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First Language Attrition: Why my parents and I don't speak the same language

My brother Peter (left) and I (right) showing brotherly love.
My brother Peter (left) and I (right) showing brotherly love.
James Kim

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UPDATE: James Kim's Off-Ramp piece received a 2013 Mark Twain Award by the Associated Press Television-Radio Association for best light feature. Congratulations, James! -- John Rabe

I have always had a tough time understanding my parents. Not because we’re from different generations, or born and raised in different countries; it’s that we don’t speak the same language. Growing up, I remembered that my Korean was actually pretty good. My mom said that I “spoke Korean very well for seven years.” But afterwards, I “stopped speaking Korean and only spoke English.”



This has made my relationship with my parents difficult to cultivate. We always are easily irritated with each other because we constantly misunderstand what each of us is saying. We can hardly explain a movie’s plot line to one another, let alone express what we’re going through. The only time I talk with my parents is when I’m asking them “what’s for dinner?” I wanted to try and fix this problem by taking the first initial step; that is to figure out if my condition is common or not.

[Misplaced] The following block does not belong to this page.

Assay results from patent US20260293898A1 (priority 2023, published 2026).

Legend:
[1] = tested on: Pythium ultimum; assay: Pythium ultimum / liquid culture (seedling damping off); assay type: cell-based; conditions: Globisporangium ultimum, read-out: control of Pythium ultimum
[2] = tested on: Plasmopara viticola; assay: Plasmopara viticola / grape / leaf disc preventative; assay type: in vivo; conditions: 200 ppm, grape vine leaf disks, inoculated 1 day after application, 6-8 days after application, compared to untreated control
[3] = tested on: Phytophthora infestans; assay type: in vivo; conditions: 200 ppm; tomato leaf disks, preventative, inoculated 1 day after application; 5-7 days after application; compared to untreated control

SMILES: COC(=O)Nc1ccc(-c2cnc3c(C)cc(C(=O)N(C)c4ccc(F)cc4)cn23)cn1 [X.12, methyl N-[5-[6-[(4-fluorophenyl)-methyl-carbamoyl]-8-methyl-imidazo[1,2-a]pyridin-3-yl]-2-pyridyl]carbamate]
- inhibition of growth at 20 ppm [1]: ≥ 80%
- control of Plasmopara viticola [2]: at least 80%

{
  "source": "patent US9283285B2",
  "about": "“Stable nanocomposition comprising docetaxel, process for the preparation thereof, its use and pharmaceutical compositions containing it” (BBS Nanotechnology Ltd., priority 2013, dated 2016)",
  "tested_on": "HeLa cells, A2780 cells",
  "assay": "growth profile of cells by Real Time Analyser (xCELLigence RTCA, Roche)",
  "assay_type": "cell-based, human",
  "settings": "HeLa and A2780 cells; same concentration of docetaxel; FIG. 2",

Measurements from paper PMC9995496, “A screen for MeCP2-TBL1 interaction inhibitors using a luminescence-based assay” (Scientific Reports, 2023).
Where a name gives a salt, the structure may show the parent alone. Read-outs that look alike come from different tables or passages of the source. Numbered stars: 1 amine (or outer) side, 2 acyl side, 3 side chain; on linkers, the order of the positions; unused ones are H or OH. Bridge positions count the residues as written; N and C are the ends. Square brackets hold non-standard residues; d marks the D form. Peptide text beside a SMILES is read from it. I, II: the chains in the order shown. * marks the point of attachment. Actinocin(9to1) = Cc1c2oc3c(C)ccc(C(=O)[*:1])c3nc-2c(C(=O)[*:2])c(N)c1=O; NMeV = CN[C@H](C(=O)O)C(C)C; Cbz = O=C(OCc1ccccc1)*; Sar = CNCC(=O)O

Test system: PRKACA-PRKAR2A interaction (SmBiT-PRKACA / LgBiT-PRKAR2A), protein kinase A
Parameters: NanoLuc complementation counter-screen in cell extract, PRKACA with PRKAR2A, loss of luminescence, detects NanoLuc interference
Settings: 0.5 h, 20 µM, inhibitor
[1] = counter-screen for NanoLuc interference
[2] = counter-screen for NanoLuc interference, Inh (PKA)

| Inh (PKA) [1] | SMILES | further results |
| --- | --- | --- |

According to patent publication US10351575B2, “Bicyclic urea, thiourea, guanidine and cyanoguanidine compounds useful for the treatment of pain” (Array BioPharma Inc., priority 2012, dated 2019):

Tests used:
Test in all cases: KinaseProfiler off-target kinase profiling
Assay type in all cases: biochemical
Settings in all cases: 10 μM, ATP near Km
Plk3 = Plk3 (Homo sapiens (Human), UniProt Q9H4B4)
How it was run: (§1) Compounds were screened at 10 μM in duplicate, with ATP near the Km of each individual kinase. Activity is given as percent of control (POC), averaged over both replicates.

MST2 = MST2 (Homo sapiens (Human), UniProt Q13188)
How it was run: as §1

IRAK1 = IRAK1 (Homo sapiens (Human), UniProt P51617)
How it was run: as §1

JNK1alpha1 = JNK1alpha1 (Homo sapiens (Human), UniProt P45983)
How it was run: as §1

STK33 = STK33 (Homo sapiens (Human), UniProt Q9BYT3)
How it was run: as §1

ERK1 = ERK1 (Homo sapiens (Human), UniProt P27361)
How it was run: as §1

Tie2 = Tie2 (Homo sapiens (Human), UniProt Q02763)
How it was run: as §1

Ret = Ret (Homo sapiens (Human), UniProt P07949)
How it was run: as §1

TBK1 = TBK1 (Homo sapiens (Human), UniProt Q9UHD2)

I talked to Linda Light, a Linguistics professor at Cal State Long Beach, who assured me that I wasn’t a screw up and that the condition is called First Language Attrition. Light says “there’s a tendency across all minority groups of a three-generation thing.” The first generation of immigrants speaks their native language; the second generation tends to be bilingual, while the third generation loses the native language. “But Koreans especially often lose it in the second generation, not the third.” It was a relief to find out that my ineptness towards speaking Korean was actually common in my immigrant generation. Yet, I still couldn’t help but feel guilty for not being able to communicate with my parents.

I decided that the only thing to do was to take initiative and have a one-on-one personal conversation with my parents. Of course, I brought my friend along to help translate the conversation. Going into the interview, I thought that the only thing I had to improve was my Korean language. After doing that, all our problems would be fixed. Wrong. My Dad believes that my “apathy towards Korean culture” is what caused our relationship to tear apart. My mom replied that not only should I express myself to them, but I also need to listen to how they used to live in Korea to understand them better.

My lack of Korean language wasn’t the problem; it was my attitude towards Korean culture. This whole time I thought the solution was as simple as taking some courses at a Korean language school. Instead, I learned that my whole demeanor towards my native culture needs a revision.